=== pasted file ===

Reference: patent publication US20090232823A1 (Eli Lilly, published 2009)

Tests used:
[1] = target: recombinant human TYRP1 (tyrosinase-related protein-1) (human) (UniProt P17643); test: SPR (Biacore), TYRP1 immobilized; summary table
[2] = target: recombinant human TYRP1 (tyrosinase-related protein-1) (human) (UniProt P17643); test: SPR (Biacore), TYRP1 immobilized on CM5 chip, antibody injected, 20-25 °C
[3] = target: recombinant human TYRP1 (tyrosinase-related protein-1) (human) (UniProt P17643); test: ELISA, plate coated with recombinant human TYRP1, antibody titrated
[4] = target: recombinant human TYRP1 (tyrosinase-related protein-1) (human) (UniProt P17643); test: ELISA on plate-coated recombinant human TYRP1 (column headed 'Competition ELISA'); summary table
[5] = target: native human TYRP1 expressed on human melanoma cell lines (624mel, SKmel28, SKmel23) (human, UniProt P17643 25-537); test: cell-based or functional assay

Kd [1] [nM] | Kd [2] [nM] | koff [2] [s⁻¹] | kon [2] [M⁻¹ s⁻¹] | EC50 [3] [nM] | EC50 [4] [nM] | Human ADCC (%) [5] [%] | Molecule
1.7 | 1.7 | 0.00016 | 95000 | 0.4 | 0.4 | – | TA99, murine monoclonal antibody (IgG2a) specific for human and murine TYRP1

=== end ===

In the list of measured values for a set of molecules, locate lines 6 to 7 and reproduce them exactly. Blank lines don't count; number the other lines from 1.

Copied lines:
[4] = target: recombinant human TYRP1 (tyrosinase-related protein-1) (human) (UniProt P17643); test: ELISA on plate-coated recombinant human TYRP1 (column headed 'Competition ELISA'); summary table
[5] = target: native human TYRP1 expressed on human melanoma cell lines (624mel, SKmel28, SKmel23) (human, UniProt P17643 25-537); test: cell-based or functional assay